Radical Grace is a film about three women religious: Sister Jean Hughes who worked with formerly incarcerated felons in Chicago; Sister Chris Schenk who founded FutureChurch here in Cleveland; and Simone Campbell of NETWORK and Nuns on the Bus fame.

Last night Sister Chris did Q & A for a screening here in Lake County at The Hildegard,  "a non-profit facility inspired by the creative genius of the 12th century German visionary Hildegard of Bingen. It is a center focused on holistic health and spirituality offering programs, retreats, speakers, and other activities to grow one’s mind, body, and spirit."

Sister Chris thought this was going to be a few simple interviews when she agreed to be part of it. But the film-making stretched  out over a long period of time, as event after event happened that affected the story. Chris said it was not easy trying to run an organization and a movement in front of the cameras. However she stuck with it because of her admiration for the deep spirituality of its director.

Rebecca Parish opens her Director's Statement with
I’m one of the “nones,” part of a growing demographic of religiously unaffiliated millennials. So I could never have predicted that I’d be making a film about… nuns.
Back in 2011, I didn’t set out to make a film about religion. What became Radical Grace started out as a project documenting unique acts of social justice.
Read  her whole statement here. You will need to scroll down the page!

Facebook.com/RadicalGraceFilm reports

"Our screening with Benzie County Democrats yesterday had over 250 attendees. Huge win for Radical Grace! Continue the conversation with us on Twitter - @RadGraceFilm - and let us know in the comments what city you want us to come to next!"

Could this become a Democratic organizing film?


Thursday, June 8, 2017

Comey testifies

Saw parts of it on-line and read the NYTimes on-line notations. What do we think?

Wednesday, June 7, 2017

More Qatar

Not the biggest question on the agenda, but suddenly Qatar has become a hot spot in the Middle East. At moments, the whole line-up of issues, friends and enemies, potential flash points look to me like the Austria-Hungary/Russia-Serbia mini-conflicts before WWI. Here is a piece by Juan Cole, who sounds a bit like that to, but ends his very informative analysis with this:
The crisis will probably be resolved without such drastic measures. Qatar has the advantage of being the world’s biggest supplier of Liquefied Natural Gas, making it fabulously wealthy and independent. But it suffers from having a tiny citizen population, smaller than that of Cleveland. In military contests, demography is often destiny.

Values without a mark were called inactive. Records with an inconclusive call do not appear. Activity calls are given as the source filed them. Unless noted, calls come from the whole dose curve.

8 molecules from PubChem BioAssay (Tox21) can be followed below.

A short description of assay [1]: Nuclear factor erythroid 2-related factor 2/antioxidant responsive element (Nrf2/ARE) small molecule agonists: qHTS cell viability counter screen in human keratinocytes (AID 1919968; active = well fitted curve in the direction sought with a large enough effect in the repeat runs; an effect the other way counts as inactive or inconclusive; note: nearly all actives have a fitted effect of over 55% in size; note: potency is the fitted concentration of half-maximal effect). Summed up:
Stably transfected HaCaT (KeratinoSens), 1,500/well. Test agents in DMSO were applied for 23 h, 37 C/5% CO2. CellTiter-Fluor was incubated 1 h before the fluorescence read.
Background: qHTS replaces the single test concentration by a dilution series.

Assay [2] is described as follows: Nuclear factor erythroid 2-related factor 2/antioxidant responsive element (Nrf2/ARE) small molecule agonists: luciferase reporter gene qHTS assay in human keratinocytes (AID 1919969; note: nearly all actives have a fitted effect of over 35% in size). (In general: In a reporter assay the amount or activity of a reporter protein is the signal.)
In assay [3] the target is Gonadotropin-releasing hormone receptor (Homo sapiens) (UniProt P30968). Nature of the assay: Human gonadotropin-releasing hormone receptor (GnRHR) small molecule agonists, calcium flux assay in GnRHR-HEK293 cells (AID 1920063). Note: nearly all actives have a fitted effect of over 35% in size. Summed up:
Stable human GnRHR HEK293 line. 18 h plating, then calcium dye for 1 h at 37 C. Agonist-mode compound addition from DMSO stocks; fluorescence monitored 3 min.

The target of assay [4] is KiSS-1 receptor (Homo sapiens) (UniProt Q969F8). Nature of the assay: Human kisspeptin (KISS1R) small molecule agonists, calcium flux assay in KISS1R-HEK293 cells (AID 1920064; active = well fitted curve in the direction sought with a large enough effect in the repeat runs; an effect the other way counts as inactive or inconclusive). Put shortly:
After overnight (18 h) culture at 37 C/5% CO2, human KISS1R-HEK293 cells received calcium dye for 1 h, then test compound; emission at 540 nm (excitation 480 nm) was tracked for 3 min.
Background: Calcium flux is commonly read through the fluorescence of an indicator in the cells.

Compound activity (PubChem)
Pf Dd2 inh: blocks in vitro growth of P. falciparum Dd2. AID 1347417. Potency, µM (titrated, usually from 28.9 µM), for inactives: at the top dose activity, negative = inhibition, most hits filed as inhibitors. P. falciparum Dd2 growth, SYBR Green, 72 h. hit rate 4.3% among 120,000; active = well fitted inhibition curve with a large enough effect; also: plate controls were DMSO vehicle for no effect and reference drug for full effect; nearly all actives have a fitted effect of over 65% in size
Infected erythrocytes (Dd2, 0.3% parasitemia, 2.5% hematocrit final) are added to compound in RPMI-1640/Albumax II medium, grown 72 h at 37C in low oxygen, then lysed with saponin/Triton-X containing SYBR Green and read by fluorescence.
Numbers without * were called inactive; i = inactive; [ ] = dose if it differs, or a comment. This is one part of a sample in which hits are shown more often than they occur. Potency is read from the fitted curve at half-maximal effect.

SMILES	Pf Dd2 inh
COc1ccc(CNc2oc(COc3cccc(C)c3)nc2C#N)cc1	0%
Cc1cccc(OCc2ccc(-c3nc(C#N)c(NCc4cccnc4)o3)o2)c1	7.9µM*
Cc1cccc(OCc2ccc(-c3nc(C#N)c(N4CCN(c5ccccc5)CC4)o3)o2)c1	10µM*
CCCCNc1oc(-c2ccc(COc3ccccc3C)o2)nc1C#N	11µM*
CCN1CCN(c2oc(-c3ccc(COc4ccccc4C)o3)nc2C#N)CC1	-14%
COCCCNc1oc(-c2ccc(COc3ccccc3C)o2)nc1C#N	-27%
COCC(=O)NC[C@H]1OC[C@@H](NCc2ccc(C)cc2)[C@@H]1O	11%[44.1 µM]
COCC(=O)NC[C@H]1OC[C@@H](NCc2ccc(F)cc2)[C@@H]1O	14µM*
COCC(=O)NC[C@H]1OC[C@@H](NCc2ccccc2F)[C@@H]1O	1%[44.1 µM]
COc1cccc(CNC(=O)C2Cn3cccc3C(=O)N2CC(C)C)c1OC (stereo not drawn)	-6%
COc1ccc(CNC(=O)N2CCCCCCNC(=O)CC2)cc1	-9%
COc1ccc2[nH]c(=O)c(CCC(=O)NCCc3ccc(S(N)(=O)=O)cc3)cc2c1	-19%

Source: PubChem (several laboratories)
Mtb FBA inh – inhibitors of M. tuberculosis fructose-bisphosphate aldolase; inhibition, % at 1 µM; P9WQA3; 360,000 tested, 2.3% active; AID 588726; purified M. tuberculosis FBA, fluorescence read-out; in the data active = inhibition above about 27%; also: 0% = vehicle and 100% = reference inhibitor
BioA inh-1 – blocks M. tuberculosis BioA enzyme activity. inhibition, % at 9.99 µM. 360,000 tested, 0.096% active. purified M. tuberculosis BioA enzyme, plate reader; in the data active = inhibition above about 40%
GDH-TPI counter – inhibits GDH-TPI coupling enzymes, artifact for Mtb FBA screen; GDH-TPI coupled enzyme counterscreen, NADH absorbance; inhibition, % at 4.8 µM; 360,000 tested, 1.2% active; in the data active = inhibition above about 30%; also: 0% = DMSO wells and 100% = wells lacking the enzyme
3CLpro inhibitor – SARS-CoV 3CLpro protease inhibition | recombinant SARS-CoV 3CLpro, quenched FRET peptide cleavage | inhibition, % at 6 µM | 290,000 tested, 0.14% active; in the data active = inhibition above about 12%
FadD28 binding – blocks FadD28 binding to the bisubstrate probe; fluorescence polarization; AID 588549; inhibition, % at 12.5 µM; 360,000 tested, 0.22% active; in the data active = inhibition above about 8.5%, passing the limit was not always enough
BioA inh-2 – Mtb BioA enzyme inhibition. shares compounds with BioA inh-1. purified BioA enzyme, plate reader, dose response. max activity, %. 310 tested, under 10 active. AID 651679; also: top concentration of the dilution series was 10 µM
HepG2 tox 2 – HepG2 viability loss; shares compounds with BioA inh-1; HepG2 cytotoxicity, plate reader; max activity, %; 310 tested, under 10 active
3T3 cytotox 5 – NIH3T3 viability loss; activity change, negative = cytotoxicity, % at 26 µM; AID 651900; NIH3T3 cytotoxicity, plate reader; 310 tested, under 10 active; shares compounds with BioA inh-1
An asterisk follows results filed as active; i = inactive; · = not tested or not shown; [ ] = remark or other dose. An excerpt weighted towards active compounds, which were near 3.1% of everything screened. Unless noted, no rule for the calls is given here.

So perhaps this will die down.  Where is Bill de Haas? now when we could use some perspective?

P.S. I am told by my chief pronunciation advisor, it is pr. "Cutter."

Government, Private Prepaid & Out of Pocket Spending

Global Health Financing Patterns 1995-2014


SELECTED
COUNTRIES
RANKED  BY
TOTAL $ PER
PERSON
HEALTH CARE SPENDING 1995-2014
Total
Percent
Government
Prepaid Private
Out of Pocket
Annual
$ Per
Of
% of
$ per
% of
$ per
% of
$ per
%
Person
GDP
Total
Person
Total
Person
Total
Person
Change
USA
9237
16.6%
50%
4600
39%
3584
11%
1053
2.9%
Switzerland
7811
12.8%
60%
4710
15%
1187
25%
1914
3.2%
Luxembourg
7105
6.9%
84%
5961
6%
391
11%
753
3.2%
Norway
6537
10.0%
83%
5432
4%
242
13%
863
3.3%
Austria
5471
11.2%
78%
4267
6%
317
16%
886
2.6%
Sweden
5446
11.8%
85%
4635
1%
33
14%
773
4.0%
Germany
5356
11.2%
77%
4140
9%
503
13%
712
2.6%
Netherlands
5234
10.7%
88%
4627
6%
330
5%
277
3.9%
Denmark
5075
10.8%
85%
4304
2%
96
13%
680
2.8%
Belgium
4751
10.6%
78%
3701
4%
204
18%
846
3.3%
France
4589
11.3%
80%
3667
14%
624
7%
298
2.0%
Canada
4576
10.3%
72%
3299
14%
645
14%
631
2.4%
NewZealand
4050
11.0%
82%
3333
7%
267
11%
446
4.2%
Australia
4032
9.0%
70%
2839
10%
399
20%
794
3.3%
Ireland
4006
7.6%
68%
2708
14%
573
18%
725
4.6%
Iceland
3959
8.7%
82%
3258
0%
0
18%
701
2.3%
Finland
3935
9.3%
78%
3069
3%
122
19%
744
3.1%
UK
3749
9.1%
83%
3115
7%
266
10%
364
3.4%
Italy
3311
9.0%
77%
2563
1%
30
22%
718
1.8%
Spain
3096
9.0%
71%
2201
5%
149
24%
746
2.6%
Portugal
2697
9.3%
67%
1796
6%
159
28%
744
3.3%

Data Selected and Adapted from Global Health Financing: government, prepaid private, and out-of-pocket health spending . You may have to register with them, i.e. create a free account with your e-mail address to access this article.

On the face of it the USA has by far the most expensive health care per person ($9327), and the most expensive among the countries listed in terms of percent of GDP spent on health care (16.6%)

While the USA government provides only 50% of the total funding (all other countries listed provide between 60 to 88%) the amount per person from government funding ($4600) is more than the total spending per person of all but nine countries on this list!

The USA is dramatically different from all the other countries in prepaid private spending, e.g. insurance plans. They provide 39% percent of the spending, which is more than twice the percent of the country with the next highest percent, Switzerland.

The dollars per person of USA prepaid ($3584) is more than three times the next runner up (Switzerland again) at $1187. Obviously shifting the USA market from its present emphasis on prepaid private would be a great undertaking.

The USA percentage of total spending paid by out of pocket expenses (11%) is actually lower than 15 out of 20 of the remaining countries in the list.

However because of our high total spending, American out of pocket spending comes in second $1053 after the highest which is again Switzerland ($1914).  

Hopefully Unagidon will give us some help in understanding this data.

Methodology